Letters & Opinion

The Open School on Improving Student Achievement in Mathematics (Lesson 4)

Sylvestre Phillip M.B.E
By Sylvestre Phillip M.B.E

WELCOME students to another week in the Open School for the Second term of the academic or school year 2022 to 2023. The school is open to parents, guardians, teachers, students and members of the public. It is my hope that students will acquire knowledge and skills which will enable them to improve student achievement in Mathematics.

Today’s lesson is the fourth in the series on “Improving student achievement in Mathematics.” At the end of the lesson, students will be able to (1) Explain the phase ‘transfer of knowledge’ (2) Achieve number sense when participating in small group or whole group activity.

In reviewing the third lesson, I discovered an error in the computation as follows:

“The teacher may give students a method of working a concept. For example: Add 102+28 +50. The student, in working the computation, may decide to use another method: 100 + 30+ 50 and get the answer in very quick time, 150.  The total should have been 180.

Now as teachers and facilitators of learning, we have to be able to decide when our students have made a genuine error or they have not fully understood the concept. In the latter, the teacher should review the concept taught.

In lesson 3, I began by indicating that teachers and facilitators of learning must be open to student solution methods and interactions. Very importantly, teachers must also be aware of how students construct knowledge.

Another research finding indicates that teachers and facilitators of learning, should structure instruction around carefully chosen problems, allowing them to interest classmates when solving problems.

Indeed, another very important point which was emphasized was that teachers should concentrate on providing opportunities for students to interact in problem rich situations.

The point which was emphasized in lesson 3 is that research finding have shown consistently, that using small groups of students to work on activities, problems and assignments can increase student achievement in Mathematics.

Now the final point that was drawn to your attention was that research findings have shown consistently, that using small groups of students to work on activities, problems and assignments can increase student achievement in Mathematics.

In today’s lesson, we will learn that whole class discussion following individual and small group work improves student achievement.

It is very important that whole class discussion follow student work on problem -solving activities.

We can see clearly now that small group learning is just as effective as whole class discussion or learning. In fact, in the classroom situation, it is important that whole-class discussion follow student work on problem-solving activities. The discussion should really be a summary of the group’s conclusions in which key ideas which were agreed upon would be brought forward or reported.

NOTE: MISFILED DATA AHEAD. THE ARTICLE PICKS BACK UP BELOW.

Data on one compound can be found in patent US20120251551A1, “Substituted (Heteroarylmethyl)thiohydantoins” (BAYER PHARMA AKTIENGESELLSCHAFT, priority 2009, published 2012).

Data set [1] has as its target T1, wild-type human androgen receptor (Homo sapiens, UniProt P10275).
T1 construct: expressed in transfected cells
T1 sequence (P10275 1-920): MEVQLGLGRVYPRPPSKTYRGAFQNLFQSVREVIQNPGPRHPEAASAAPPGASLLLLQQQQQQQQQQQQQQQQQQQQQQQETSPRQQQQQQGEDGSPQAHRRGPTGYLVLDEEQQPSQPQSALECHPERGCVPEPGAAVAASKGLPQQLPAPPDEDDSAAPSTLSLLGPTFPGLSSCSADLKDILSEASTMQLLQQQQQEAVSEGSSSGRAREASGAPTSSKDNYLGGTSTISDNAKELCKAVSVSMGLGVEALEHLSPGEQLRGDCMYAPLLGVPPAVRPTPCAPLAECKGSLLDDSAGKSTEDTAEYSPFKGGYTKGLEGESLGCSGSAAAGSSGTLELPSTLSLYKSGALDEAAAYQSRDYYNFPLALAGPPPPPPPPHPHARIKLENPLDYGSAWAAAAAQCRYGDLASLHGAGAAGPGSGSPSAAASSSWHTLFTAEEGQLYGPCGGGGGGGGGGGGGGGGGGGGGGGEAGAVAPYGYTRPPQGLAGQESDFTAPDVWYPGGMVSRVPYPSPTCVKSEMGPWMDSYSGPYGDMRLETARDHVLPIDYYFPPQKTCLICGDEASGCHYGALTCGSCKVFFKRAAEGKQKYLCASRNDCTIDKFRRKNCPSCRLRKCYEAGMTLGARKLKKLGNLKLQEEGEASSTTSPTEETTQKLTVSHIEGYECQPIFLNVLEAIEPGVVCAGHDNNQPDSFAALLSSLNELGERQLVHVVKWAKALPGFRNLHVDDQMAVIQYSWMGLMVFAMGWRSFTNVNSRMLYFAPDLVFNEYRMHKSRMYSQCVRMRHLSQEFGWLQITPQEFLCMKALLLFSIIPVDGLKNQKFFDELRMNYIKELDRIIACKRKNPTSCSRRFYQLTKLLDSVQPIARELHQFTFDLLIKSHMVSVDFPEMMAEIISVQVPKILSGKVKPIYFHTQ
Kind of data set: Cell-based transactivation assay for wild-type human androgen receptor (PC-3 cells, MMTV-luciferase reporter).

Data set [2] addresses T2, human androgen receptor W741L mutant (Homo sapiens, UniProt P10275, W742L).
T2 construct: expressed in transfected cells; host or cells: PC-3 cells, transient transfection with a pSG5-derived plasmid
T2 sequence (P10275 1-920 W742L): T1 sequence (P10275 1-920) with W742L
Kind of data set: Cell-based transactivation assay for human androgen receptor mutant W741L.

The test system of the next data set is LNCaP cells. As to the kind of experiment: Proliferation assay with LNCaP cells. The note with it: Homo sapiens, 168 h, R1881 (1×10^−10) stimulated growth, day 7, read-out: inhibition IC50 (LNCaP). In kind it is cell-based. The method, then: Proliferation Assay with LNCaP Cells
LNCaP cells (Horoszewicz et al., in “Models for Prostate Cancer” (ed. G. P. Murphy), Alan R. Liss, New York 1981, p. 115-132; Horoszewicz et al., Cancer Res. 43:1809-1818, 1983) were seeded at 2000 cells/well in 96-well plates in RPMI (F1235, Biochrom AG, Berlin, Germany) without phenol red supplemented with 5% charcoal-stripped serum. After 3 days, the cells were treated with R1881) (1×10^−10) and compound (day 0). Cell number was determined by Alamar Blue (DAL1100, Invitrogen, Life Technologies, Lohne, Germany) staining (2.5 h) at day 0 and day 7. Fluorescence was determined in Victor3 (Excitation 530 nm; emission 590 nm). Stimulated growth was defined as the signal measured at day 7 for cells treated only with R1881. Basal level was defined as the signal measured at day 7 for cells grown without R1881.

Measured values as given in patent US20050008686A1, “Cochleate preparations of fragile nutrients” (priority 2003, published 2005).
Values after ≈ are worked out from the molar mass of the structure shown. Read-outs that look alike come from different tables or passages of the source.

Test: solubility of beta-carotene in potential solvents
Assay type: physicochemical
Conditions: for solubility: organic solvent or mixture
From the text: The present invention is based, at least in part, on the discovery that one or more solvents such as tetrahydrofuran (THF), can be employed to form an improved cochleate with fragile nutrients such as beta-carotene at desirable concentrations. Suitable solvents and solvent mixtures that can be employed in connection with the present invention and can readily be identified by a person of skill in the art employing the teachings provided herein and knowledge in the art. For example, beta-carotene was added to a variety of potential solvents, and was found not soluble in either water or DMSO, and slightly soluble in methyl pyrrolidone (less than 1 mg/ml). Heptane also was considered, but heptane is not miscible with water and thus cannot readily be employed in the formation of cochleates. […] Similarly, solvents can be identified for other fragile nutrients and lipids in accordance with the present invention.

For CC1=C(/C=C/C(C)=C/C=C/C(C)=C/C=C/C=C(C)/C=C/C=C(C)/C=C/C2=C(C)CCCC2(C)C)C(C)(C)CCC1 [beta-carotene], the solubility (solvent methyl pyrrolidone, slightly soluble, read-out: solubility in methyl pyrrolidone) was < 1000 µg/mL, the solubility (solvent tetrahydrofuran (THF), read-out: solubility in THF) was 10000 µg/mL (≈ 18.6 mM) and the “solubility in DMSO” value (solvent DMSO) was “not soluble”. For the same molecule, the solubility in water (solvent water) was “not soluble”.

Now whole-group or whole-class discussion can also be an effective diagnostic tool to determine the depth of the students understanding and identifying misunderstandings or misconceptions.

Very importantly, the small group and whole group situation would allow for the students who are shy or soft-spoken to ‘shine.’ That is, to get out of their shyness and make contributions to the learning processes.

During my teaching career, I have seen many students who were very shy, reclusive or withdrawn come to fore and become very friendly, sociable and in the front-line of class discussions and reporting.

We come now to Number Sense. It is important to understand that teaching Mathematics with a focus on number sense encourages students to become problem solvers in a wide variety of situations and to view Mathematics as a discipline in which thinking is important.

And this is one of the occasions that critical thinking is demanded. But what is critical thinking? Critical thinking is a kind of thinking in which a person questions, analyse, interpret, evaluate and make a judgement about what a person has read, heard, said or written.

Teaching of number sense could lead students to transfer knowledge to a wide variety of Mathematical topics,

For example, the understanding of addition of two and three digit numbers could help students transfer that knowledge to the concept of finding averages of two and three digit numbers; money, time, measurement and so on.

As teachers and facilitators of learning develop strategies to teach number sense, they should strongly consider moving beyond a unit-skills approach to a more integrated approach. By a unit-skill approach I mean that the teacher or facilitator of learning goes in-depth or spends a lot of time on a single skill in isolation to several other skills which could be covered in other areas, which would lead the students to develop number sense.

For example, in teaching addition of two-digit numbers, the teacher could select one or two-step problems which would allow the students or learners to solve a problem involving addition of two-digit numbers.

It has always amazed me how quickly some students could develop a skill in a certain concept and then transfer that knowledge in a variety of other areas in Mathematics or other subject areas for that matter, English Language, science etc.

Now two questions for you: (1) In your own words, explain the phrase” transfer of knowledge.” (2) How can a student achieve in participating in a small group or whole class activity?

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